Located where the Chicago and North Western Railway crossed the Baraboo River, Reedsburg has long served as a trading center for the largely agricultural area around it. Although Reedsburg’s first store opened in 1850, the town did not prosper until the 1870s, when the railroad connected it to larger markets. After a fire in 1871 destroyed everything on the north side of the street except for J. V. Kelsey’s brick general store (297 Main), a building boom in brick commenced. Consequently, Reedsburg’s downtown is unusually cohesive. The buildings are further united by elaborate metal cornices and decorative lintels, in the Italianate manner.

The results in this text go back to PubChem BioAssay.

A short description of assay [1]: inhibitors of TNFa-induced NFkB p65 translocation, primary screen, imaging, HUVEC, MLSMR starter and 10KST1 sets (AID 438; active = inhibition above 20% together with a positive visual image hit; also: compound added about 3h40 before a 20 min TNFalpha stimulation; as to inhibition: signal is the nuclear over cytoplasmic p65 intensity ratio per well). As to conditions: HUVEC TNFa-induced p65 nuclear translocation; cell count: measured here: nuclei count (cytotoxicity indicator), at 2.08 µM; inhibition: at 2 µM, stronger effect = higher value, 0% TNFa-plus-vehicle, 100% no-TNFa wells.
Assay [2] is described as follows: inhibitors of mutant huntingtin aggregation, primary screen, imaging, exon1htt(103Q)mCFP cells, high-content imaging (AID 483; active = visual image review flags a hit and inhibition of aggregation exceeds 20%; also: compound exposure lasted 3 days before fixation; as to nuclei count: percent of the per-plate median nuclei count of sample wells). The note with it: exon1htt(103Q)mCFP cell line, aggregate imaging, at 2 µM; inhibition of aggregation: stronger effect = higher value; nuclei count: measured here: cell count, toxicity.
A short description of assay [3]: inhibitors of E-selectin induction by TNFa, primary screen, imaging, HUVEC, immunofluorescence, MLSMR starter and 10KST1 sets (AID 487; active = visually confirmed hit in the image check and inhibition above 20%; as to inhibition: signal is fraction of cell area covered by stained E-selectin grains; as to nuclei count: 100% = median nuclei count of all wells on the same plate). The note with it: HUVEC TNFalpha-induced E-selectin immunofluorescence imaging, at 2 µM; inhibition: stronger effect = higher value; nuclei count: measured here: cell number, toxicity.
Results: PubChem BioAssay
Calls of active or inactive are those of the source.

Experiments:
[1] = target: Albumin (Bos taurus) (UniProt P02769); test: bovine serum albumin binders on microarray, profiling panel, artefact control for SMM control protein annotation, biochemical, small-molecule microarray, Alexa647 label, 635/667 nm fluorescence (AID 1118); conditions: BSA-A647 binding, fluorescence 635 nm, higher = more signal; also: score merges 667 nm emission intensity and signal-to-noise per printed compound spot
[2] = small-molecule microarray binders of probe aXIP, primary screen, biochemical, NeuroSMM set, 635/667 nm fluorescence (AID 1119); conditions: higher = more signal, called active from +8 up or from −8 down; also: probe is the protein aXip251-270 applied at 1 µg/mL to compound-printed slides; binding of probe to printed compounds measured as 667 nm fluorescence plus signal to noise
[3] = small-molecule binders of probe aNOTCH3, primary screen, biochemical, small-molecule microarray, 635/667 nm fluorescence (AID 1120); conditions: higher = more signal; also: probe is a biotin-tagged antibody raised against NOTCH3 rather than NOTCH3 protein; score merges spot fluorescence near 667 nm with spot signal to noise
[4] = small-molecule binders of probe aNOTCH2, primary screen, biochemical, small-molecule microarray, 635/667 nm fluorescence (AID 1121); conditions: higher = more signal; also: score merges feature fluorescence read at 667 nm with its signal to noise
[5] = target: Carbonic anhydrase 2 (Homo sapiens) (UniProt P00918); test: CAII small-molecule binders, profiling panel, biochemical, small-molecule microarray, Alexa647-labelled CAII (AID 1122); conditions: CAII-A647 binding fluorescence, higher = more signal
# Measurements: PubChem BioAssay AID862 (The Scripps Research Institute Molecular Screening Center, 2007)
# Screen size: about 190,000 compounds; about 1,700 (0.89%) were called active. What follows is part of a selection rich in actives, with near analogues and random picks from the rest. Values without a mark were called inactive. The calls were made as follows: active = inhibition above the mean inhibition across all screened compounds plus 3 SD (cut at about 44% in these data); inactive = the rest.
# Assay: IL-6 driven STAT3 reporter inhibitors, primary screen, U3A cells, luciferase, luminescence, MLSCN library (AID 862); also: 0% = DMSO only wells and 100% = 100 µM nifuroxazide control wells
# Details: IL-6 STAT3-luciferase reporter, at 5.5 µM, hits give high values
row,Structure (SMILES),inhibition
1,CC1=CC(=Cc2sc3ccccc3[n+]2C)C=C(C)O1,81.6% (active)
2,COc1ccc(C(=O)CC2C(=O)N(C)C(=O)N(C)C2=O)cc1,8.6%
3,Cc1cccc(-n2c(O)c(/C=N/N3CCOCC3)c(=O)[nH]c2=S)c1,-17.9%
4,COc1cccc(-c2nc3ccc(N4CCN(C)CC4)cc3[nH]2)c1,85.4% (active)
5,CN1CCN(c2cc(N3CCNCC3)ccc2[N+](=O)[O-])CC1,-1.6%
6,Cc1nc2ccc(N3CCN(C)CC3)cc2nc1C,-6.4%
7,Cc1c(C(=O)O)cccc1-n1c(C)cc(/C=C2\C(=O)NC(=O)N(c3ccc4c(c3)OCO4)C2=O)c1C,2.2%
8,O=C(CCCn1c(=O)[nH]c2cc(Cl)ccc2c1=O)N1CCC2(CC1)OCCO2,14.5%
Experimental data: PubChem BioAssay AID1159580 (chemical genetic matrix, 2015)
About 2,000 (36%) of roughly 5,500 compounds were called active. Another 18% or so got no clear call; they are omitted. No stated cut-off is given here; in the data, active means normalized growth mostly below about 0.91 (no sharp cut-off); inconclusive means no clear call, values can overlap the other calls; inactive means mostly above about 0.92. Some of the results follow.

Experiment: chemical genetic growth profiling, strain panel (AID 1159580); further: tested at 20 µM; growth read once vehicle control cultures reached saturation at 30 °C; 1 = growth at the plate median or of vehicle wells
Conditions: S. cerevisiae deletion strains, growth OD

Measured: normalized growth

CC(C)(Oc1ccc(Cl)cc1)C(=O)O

Standing out from the uniformity is the exuberant Queen Anne former Hotel Stolte. Morgan Building and Lumber, a local company, erected the three-and-a-half-story building. At the corner, a three-story turret with an arcaded attic level and a conical crown rises above the roof, visually dominating the street. Five bay windows, three on one street and two on the other, terminate in dormers with jerkinhead gables, creating a lively rhythmic pattern at the skyline.